Many of you had questions, and I have answers. I have created a video to go along with this post so that you can receive a little bit more background knowledge before I dive into everything you should probably know before, during, and after your 200hr ytt (yoga teacher training).
I have just recently completed my 200hr ttc (teacher training course), for Hatha and Vinyasa yoga in Koh Phangan, Thailand. To ensure that I chose the right course from me, I went through quite a bit of research. Both online, and speaking with other teachers I knew.
One thing that I learned? As with anything, don’t rush the process. You will know which one is right for you. Keep your options open and look into what kind of intensity you need as a yoga student. Are you able to take a month off of work across the world to Thailand, or do you need to do it amongst a series of a few months and meet with your class every weekend? Which style do you want to focus on? Ashtanga, Vinyasa, Yin & Restorative, Hatha etc.? It’s definitely worth looking into taking your ttc in a style that you love to practice, as your passion for it will certainly shine through. However, it’s intelligent to keep your options open to all styles that interest you.
How to choose the right course for you
Look at all of your options! YTT is a big investment, and you want to make sure that the course you are selecting is good for your schedule, level of intensity you’re able to handle, style/ niche of yoga, location, and budget. I know it’s quite a few things to look into, but believe me, it matters. It’s also a good idea to check out the teachers that will be guiding you through the teacher training.
Book Yoga Retreats
I used Book Yoga Retreats to find my course, and they gave me the best deal! It was even better than the one I had found on the training programs site, so definitely use it as a resource.
What’s really great about their site, is they make it so easy to narrow down what you are looking for. Do you want a Yin/Restorative Training, or maybe a strong Ashtanga or Hatha program? Tons of Vinyasa courses, and many continuing education certifications, as well!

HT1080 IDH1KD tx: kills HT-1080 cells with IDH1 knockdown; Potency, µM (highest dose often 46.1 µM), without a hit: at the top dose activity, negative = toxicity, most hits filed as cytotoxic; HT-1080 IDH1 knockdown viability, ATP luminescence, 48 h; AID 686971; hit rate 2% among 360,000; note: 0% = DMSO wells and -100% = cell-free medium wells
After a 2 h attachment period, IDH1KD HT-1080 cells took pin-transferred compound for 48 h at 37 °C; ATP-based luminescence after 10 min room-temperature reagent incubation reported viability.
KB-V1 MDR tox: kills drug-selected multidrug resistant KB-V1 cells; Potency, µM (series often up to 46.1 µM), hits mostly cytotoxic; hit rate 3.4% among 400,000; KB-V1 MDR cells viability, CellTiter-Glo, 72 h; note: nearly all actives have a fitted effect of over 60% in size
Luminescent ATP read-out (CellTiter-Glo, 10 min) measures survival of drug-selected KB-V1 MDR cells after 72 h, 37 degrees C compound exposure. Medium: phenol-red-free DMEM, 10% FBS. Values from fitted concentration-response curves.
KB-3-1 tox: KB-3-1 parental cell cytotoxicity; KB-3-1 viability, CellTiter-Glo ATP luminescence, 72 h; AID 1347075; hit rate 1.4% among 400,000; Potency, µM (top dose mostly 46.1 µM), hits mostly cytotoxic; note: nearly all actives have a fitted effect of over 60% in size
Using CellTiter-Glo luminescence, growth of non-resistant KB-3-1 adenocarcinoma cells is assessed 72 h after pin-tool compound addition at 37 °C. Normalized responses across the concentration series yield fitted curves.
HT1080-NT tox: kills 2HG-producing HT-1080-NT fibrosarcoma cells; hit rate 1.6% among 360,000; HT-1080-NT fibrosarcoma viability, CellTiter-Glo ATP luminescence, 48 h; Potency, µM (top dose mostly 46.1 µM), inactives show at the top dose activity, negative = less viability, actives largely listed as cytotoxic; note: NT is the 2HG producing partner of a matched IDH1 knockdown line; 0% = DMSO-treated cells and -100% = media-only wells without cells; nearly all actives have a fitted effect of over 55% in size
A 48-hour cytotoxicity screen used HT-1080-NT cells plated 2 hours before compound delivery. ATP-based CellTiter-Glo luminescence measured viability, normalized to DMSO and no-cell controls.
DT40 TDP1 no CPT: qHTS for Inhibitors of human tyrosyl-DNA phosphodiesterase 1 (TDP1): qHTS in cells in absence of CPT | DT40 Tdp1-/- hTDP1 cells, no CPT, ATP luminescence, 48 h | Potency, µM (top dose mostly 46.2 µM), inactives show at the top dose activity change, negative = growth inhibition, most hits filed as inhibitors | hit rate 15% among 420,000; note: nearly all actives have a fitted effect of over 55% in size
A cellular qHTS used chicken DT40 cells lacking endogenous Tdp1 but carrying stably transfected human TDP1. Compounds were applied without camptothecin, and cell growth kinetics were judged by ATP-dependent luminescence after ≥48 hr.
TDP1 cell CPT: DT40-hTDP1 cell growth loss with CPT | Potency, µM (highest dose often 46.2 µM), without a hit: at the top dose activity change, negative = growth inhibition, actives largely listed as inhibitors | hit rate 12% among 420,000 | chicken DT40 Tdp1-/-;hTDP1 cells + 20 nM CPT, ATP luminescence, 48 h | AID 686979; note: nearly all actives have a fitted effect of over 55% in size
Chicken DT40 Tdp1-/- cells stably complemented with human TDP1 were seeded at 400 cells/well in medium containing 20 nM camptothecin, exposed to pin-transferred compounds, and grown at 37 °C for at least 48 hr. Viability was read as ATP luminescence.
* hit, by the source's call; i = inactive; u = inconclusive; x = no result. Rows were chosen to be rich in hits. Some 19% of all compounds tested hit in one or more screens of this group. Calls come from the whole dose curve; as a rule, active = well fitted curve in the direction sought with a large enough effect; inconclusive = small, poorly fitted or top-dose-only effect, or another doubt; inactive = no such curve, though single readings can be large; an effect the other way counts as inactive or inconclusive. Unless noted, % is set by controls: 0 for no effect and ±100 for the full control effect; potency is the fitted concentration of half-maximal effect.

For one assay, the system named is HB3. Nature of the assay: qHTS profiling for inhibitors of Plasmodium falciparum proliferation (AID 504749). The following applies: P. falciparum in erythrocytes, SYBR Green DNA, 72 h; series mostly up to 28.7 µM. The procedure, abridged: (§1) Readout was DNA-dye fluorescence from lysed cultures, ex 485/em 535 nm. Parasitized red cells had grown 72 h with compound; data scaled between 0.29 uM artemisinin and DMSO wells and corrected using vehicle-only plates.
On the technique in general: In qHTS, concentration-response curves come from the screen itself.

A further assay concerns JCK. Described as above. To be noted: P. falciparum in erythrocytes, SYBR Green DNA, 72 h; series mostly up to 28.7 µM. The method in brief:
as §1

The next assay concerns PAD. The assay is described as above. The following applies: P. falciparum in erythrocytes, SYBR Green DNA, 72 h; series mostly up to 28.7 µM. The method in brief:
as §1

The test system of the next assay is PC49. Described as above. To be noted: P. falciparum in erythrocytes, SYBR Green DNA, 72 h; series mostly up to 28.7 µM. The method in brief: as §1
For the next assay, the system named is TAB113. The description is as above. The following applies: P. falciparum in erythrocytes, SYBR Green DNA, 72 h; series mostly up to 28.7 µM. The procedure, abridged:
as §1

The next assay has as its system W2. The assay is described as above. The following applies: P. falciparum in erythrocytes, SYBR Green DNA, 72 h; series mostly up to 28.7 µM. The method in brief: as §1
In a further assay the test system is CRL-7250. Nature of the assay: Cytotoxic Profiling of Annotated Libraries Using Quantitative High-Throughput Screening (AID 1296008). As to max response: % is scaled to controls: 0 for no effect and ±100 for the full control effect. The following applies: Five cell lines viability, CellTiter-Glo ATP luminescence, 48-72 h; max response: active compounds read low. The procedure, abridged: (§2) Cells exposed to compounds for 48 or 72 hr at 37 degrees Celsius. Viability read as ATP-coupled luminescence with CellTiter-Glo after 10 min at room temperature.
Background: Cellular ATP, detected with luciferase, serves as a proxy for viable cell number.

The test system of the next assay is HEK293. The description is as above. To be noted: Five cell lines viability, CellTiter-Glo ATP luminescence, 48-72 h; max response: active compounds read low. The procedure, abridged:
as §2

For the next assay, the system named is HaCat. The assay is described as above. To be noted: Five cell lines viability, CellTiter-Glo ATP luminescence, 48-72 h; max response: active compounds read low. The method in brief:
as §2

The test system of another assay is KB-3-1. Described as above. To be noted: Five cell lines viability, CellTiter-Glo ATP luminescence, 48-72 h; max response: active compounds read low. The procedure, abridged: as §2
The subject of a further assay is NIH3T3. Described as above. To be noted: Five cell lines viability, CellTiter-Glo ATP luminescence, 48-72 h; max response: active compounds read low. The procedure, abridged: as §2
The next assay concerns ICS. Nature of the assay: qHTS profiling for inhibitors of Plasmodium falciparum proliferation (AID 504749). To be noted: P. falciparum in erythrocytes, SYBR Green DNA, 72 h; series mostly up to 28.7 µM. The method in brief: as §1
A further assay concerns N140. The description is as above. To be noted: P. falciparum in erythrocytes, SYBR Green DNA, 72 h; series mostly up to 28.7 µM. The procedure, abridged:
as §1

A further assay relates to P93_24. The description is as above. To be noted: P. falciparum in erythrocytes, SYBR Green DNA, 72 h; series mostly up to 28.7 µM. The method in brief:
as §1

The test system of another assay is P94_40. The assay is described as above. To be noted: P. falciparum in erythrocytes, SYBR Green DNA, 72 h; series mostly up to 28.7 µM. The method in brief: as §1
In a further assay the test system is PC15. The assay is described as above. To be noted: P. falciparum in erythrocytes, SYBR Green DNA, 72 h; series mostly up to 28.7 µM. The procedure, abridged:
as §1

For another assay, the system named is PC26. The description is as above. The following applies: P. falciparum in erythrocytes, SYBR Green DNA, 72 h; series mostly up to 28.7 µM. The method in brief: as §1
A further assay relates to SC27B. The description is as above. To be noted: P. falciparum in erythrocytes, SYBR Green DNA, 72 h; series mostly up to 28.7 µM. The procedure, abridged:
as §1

You can search for programs based off of the location– a local program or one abroad? It also allows you to narrow down the time-frame of a course. Keep in mind that if you are trying to do a YTT in under 20 days, it will be extremely compact. I absolutely recommend aiming to go to courses for the 200hr certification with no shorter than 4 weeks (21-28 days worth of training) if possible.
There are so many choices, but everyone has different needs when it comes to yoga, and this is a great way to help you narrow down your search.
Read the reviews.
Many times I found myself 100% ready to book a program, only to find some not so good comments in the review section. So PLEASE be sure that you’re thoroughly going through reviews. In my case, the program was quite new (had only opened up 6 months before my training began). And you. know what? They still had a ton of reviews! Positive ones. Not only through Book Yoga Retreats, but on Facebook, as well as testimonials from students (and now teachers), on their site.
If you’re having a hard time finding training with a lot of reviews, you can either narrow down your Book Yoga Retreat search to only show results with a good amount of reviews, or take the name of the ytt you are curious about, and head to FaceBook or even their own site. If they don’t have any testimonials or reviews at all, then maybe tread lightly.
Once the search has been narrowed down, what’s next?
Questions, research, and more questions! Send an email to the director of the training before you book. A lot of the best programs answer the big questions right there on their main site, like where it is located, who the teachers are, what the curriculum is, the general day to day schedule, the prices, if accommodations and food are included and what it consists of– most teacher trainings follow a strict plant-based diet (which everyone can enjoy, vegan), but it’s a good idea to take note of what they offer.